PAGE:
2.3 Cross-compiler Installation

Nachos simulates a machine with a processor that roughly approximates the MIPS architecture. The simulated MIPS processor can execute arbitrary user programs. Nachos has two modes of execution, one of which is the MIPS simulator. The second mode corresponds to the Nachos “kernel”. In MIPS simulator mode, a MIPS cross compiler is required to compile user programs written in C into COFF binary to be executed in Nachos. One can find many user programs in nachos/test directory, which is the default directory to store them.

An instructional machine with MIPS compiler pre-installed will be provided; if you are not using an instructional machine, you must download and install the appropriate cross-compiler from here. Before you start downloading, you need to check the architecture of your system.MAKE SURE you download the correct one as this is crucial. This can be accomplished by typing the command (In Linux and Mac OSX): uname -a. Figure 8 and 8 show the output of uname -a on Linux and Mac OSX respectively.


Figure 8: Architecture information in Ubuntu


Figure 9: Architecture information in Mac OSX

The work flow of running user programs in Nachos is depicted in Figure 10.

Implementation note: Since a user program is written in C, one can in fact compile using GCC with minor modifications. To do so, one needs to replace the #include statements with proper header files (e.g, replacing #include "stdio.h" with #include <stdio.h>).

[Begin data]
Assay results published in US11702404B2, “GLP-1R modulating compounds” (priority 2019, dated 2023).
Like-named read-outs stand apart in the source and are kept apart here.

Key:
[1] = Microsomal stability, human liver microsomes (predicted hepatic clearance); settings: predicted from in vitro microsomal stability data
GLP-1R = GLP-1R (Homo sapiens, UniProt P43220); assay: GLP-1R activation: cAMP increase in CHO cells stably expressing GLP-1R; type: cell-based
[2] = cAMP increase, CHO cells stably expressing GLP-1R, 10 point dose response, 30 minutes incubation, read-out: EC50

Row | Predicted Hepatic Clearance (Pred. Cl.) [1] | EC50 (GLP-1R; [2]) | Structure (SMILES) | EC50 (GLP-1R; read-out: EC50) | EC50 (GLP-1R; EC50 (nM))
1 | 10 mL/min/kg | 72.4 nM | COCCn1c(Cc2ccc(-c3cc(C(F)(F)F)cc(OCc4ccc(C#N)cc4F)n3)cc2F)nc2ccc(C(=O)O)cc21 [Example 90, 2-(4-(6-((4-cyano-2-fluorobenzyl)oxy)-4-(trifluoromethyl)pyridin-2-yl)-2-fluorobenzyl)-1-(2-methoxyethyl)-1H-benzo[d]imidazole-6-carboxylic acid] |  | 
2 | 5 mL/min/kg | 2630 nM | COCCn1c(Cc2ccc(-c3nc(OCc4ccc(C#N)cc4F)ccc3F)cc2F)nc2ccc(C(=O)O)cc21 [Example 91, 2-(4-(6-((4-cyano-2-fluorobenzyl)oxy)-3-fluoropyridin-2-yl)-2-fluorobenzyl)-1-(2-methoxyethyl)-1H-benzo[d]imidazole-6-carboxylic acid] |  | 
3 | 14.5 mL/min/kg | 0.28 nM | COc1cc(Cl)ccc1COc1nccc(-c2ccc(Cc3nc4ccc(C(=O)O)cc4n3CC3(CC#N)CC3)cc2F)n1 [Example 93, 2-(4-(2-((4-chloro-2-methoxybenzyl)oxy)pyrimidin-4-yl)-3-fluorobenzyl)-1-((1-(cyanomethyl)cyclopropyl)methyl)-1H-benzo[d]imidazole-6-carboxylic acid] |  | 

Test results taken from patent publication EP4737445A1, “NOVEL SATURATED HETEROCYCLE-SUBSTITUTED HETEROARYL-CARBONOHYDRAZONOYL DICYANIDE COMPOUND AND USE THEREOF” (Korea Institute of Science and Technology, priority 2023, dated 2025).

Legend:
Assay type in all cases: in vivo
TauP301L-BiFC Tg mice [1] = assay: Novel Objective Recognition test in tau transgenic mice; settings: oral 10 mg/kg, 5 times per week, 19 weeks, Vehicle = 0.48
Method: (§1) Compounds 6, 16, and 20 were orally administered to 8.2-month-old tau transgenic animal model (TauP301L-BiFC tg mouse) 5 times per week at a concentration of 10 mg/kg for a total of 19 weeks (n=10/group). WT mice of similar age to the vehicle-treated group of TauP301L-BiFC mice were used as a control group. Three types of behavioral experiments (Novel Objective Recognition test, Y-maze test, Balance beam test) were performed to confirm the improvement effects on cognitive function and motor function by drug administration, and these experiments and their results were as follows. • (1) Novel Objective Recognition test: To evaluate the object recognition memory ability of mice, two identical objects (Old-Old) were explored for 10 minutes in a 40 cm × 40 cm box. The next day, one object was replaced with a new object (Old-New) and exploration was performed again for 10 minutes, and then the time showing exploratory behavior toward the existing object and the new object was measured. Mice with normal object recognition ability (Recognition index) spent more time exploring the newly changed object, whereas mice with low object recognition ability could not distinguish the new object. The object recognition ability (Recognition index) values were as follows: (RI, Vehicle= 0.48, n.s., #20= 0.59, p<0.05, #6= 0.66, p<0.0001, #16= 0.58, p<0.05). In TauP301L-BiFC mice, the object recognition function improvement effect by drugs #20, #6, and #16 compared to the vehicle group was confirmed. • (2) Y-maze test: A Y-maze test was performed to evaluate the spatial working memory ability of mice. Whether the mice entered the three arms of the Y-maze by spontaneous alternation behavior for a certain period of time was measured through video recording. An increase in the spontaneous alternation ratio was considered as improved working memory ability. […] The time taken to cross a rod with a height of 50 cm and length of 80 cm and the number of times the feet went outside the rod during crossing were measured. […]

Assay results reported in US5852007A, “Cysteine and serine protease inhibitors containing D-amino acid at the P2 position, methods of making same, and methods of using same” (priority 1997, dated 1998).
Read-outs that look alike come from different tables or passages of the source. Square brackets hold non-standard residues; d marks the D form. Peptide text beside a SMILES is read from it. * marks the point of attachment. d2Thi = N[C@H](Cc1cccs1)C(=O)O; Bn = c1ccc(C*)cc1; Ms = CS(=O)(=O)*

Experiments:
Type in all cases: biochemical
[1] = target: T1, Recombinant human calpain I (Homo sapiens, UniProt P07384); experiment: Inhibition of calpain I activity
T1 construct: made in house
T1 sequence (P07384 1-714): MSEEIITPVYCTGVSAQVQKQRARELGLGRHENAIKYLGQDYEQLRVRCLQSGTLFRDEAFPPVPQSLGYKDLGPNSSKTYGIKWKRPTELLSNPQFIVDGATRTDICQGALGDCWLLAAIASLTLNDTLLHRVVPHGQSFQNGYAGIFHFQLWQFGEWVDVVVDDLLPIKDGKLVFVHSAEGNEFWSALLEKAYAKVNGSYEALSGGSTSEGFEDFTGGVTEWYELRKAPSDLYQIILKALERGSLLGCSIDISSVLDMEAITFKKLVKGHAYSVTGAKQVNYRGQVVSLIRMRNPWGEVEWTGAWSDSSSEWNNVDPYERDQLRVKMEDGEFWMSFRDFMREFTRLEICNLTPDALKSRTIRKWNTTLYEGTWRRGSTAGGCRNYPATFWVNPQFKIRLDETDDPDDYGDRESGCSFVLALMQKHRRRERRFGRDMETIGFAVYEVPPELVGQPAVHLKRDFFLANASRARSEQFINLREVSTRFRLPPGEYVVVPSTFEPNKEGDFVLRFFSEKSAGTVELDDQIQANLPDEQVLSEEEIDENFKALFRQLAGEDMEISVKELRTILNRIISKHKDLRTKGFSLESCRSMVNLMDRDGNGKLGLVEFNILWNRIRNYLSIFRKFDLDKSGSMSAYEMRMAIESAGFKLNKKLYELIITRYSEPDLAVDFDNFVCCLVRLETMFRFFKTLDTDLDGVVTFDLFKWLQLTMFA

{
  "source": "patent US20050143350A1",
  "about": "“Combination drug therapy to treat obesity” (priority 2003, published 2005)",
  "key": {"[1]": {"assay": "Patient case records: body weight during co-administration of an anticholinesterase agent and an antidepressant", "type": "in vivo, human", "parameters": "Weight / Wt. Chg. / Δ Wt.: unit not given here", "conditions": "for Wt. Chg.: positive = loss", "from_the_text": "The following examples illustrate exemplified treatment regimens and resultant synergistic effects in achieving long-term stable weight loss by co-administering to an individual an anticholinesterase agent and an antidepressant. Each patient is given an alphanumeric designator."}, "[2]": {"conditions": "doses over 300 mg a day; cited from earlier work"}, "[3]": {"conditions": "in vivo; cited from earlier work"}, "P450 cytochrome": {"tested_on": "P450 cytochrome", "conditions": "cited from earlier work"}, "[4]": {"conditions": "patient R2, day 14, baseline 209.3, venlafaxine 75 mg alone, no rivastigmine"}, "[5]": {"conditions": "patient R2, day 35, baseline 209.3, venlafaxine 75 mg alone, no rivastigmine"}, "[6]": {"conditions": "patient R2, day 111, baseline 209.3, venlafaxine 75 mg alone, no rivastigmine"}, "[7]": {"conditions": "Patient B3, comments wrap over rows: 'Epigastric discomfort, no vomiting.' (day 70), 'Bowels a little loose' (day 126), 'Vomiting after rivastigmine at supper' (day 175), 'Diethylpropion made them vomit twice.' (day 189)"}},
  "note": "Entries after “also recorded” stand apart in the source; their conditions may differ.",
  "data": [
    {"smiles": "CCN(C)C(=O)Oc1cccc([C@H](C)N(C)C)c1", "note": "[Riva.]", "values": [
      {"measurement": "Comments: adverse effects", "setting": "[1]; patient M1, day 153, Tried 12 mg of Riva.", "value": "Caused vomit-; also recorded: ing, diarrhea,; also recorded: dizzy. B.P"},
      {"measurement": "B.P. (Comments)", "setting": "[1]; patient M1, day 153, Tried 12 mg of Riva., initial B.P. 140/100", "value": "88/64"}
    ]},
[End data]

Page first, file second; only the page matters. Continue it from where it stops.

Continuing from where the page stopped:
Figure 10: The relationship between MIPS and Nachos

2.3.1 Linux Installation

We highly recommend to use 32-bit Linux to install MIPS compiler. The installation is straightforward. Let us take 32-bit Ubuntu 12.04 LTS as an example to illustrate the detailed procedure of MIPS compiler installation.

  1. Download an architecture compatible MIPS package from the link. Here, you need to select mips-x86.linux-xgcc.tar.gz.
  2. Extract the files: tar -xzvf mips-x86.linux-xgcc.tar.gz. The location of this folder will be used in the following step. You can go to this folder and get the absolute path of this folder:
    cd mips-x86.linux-xgcc/
  3. Set environment variable ARCHDIR. The configuration of environment variable depends on the local OS and shell version. Typically, you need to edit file .bashrc in your HOME directory. This is a hidden file which is not visible. To see this file, you need to use the command ls -a. Open the file with your preferred editor and add two new lines:
    export ARCHDIR=Your mips cp dir
    export PATH=$ARCHDIR:Your nachos bin dir:$PATH
    Then save and quit the editor. Note that, to make this configuration effective, you need to restart your TERMINAL(Not Machine).


    Figure 11: The configuration of environmental variables
  4. To this end, the configuration of MIPS is finished. Now we need to test it works. Navigate to nachos/test, and run make clean. Then run make. Proceed to the next step if there are no errors produced here. If you run into errors such as “unrecognized flag” then check your ARCHDIR and where you appended it to the PATH variable.


    Figure 12: Test configuration of MIPS compiler
  5. Navigate to nachos/proj2 and compile it with make, then run nachos -d ac -x halt.coff. This allows us to run nachos with a user program (halt.c, translated using the MIPS compiler to halt.coff) as input. Your output should look something like Figure  13.